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Welcome to developing with the Forge platform for Atlassian’s cloud products. Work through the steps below to set up your development environment. To get started using Forge, you’ll install the CLI, log in with an Atlassian API token, and create an Atlassian developer site that has Confluence and all of the Jira applications installed.
After setting up, you'll go through a three-part tutorial to create a simple hello world app for Confluence, Jira, or Jira Service Management!
For an introduction to creating and managing an app with the Forge CLI, check out this video:
For setup instructions, select your platform from the list below:
After installing the Forge CLI, follow the prompts in the terminal to build a hello world app. For a complete explanation of each step, continue reading along with the documentation.
Install the Forge CLI using npm. You’ll install the CLI globally so that the commands can be run across your system.
Install the Forge CLI globally by running:
npm install -g @forge/cli
Verify that the CLI is installed correctly by running:
You should see a version number reported in the terminal. If a version number is not shown then the installation failed. Repeat step 1 and look for errors reported in the terminal.
With the CLI installed, view the complete list of Forge commands by running .
Create or use an existing Atlassian API token to log in to the CLI. The CLI uses your token when running commands.
Log in to the Forge CLI to start using Forge commands.
Do not use or root user when running . Doing so may cause issues with file permissions and ownership, potentially leading Forge CLI not functioning properly when run by a non-privileged user.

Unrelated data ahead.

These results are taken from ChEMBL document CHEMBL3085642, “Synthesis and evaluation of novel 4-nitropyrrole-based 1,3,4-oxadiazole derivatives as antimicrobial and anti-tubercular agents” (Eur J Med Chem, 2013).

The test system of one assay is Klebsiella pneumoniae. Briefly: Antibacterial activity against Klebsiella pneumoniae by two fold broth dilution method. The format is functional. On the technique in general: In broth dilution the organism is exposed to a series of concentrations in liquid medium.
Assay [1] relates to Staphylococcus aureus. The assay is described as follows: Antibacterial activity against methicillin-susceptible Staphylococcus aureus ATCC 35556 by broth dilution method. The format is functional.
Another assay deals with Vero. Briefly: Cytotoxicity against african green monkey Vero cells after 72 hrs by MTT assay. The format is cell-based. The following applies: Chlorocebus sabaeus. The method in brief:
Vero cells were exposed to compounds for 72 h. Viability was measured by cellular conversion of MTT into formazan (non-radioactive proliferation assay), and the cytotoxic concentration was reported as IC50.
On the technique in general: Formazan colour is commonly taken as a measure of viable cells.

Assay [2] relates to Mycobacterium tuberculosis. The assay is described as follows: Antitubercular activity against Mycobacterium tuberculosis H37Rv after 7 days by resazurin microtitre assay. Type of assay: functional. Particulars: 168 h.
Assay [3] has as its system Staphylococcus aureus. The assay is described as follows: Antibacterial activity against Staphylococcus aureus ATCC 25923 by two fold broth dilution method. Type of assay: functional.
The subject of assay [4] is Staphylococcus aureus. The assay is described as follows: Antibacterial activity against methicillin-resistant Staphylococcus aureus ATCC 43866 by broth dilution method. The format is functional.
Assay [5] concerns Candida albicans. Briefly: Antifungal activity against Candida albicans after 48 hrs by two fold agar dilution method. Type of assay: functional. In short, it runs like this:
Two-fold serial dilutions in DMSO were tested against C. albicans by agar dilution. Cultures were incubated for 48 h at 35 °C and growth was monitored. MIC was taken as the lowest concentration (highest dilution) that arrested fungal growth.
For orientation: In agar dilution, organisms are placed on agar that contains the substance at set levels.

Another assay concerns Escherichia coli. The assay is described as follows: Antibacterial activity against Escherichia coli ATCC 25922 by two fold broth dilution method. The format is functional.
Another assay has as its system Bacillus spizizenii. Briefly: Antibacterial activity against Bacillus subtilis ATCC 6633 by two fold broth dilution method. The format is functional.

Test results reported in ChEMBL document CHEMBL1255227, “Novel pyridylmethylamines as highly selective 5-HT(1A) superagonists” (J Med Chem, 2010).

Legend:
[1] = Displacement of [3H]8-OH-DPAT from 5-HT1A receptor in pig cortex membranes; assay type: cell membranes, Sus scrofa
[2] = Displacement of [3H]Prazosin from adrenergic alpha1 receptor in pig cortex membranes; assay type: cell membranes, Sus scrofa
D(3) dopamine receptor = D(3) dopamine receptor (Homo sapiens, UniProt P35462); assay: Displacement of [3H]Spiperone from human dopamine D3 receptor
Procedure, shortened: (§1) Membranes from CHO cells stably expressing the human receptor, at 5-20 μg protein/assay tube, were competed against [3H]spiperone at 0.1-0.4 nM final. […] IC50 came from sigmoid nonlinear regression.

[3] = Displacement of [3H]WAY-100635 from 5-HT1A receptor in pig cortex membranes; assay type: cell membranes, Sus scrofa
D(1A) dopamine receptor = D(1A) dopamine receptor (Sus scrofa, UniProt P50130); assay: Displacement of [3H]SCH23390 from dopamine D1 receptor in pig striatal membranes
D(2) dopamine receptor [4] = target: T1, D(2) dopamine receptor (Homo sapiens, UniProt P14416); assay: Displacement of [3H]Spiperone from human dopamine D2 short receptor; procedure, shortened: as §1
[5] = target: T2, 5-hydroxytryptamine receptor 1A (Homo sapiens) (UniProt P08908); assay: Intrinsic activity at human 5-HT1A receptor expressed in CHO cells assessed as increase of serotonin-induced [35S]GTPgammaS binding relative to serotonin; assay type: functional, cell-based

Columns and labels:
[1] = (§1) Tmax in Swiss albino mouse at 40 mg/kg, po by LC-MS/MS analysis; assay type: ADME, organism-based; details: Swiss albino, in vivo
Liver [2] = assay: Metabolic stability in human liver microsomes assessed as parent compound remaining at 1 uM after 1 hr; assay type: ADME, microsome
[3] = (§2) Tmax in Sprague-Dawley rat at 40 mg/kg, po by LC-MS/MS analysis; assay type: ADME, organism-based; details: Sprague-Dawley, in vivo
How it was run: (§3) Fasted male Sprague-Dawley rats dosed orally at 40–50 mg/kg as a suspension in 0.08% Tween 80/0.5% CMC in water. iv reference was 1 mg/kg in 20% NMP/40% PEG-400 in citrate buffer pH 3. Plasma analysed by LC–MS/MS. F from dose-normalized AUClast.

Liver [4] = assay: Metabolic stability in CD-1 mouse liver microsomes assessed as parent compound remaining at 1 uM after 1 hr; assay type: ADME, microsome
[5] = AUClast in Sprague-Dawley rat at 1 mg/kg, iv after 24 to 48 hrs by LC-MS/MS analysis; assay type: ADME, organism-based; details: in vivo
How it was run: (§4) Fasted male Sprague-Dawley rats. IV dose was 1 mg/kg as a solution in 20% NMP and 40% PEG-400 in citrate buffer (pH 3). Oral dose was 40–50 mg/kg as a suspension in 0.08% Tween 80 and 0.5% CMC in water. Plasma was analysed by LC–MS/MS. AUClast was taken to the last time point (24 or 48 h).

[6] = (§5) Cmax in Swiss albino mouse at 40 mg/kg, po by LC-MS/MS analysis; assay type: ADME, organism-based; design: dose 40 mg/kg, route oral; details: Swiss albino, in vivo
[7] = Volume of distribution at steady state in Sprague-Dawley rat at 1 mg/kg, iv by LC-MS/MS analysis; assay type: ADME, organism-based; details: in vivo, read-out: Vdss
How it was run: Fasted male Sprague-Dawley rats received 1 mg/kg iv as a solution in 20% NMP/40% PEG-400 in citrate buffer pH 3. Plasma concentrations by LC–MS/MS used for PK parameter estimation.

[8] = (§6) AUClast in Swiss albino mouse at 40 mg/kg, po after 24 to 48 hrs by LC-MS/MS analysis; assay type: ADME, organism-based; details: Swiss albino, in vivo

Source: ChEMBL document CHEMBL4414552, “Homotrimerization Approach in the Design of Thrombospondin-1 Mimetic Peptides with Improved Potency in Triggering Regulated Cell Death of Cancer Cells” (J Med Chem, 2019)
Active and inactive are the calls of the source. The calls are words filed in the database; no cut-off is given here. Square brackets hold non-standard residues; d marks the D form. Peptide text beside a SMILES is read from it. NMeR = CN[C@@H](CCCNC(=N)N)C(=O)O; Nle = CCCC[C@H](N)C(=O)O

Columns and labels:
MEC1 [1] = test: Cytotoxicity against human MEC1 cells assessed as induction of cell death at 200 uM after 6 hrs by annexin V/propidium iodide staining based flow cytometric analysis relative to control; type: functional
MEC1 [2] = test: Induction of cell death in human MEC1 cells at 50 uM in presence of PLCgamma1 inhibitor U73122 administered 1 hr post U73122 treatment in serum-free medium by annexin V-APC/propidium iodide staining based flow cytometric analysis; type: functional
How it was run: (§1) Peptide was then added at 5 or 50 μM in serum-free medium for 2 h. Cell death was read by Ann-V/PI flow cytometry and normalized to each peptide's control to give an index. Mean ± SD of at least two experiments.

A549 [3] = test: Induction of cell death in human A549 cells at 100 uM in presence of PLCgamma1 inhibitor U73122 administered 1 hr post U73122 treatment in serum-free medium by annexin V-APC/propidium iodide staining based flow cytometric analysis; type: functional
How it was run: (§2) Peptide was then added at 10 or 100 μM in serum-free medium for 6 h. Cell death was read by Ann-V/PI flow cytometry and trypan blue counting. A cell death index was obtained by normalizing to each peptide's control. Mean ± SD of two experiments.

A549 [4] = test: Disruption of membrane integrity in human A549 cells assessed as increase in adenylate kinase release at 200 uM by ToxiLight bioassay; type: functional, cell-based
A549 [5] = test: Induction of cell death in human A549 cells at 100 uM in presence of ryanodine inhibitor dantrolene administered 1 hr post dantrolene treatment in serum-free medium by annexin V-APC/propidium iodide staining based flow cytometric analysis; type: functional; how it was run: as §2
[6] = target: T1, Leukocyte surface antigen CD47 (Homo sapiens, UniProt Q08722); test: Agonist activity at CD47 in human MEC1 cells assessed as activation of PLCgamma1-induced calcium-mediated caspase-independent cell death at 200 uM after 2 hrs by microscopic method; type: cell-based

Start the process by running:
You'll be asked whether to allow Forge to collect usage analytics data:
Allow Forge to collect CLI usage and error reporting information?
Answering will allow Forge to collect data about your app's deployments and installations (including error data). This, in turn, helps us monitor Forge's overall performance and reliability. The collected data also helps us make better decisions on improving Forge's feature set and performance.
Enter the email address associated with your Atlassian account.
Enter your Atlassian API token. You copied this to the clipboard in step 5.
You will see a message similar to this confirming you are logged in:
✔ Logged in as Mia Krystof
The Forge CLI uses your operating system's keychain to securely store your login details. Any command after that requires authentication will read your credentials from the keychain. When this occurs, your keychain may prompt you for access; approve it to allow the CLI to run the command.
On Linux, you'll need installed to perform this step.
If a keychain isn't available, you can store your login email and token through the environment variables and , respectively. In continuous integration environments, you can store these environment variables as secrets for your builds. For more information, read our tutorial on setting up continuous delivery for Forge apps.
Otherwise, you can also set environment variables manually:
read FORGE_EMAIL # Enter email read -s FORGE_API_TOKEN # Enter API token (will not be displayed) export FORGE_EMAIL FORGE_API_TOKEN
This applies to all commands that require to be run first.
Creating an Atlassian cloud developer site allows you to install and test your app with Confluence and Jira products set up for you. You can install your app to multiple Atlassian sites however, app data won't be shared between separate Atlassian sites, products, or Forge environments.
The Atlassian Marketplace doesn't currently support cross-product apps. If your app supports multiple products, you can publish two separate listings on the Marketplace, but your app won't be able to make API calls across different products and instances/installations.
The limits on the numbers of users you can create are as follows:
You're all set up to build a Forge app in Confluence, Jira, or Jira Service Management.
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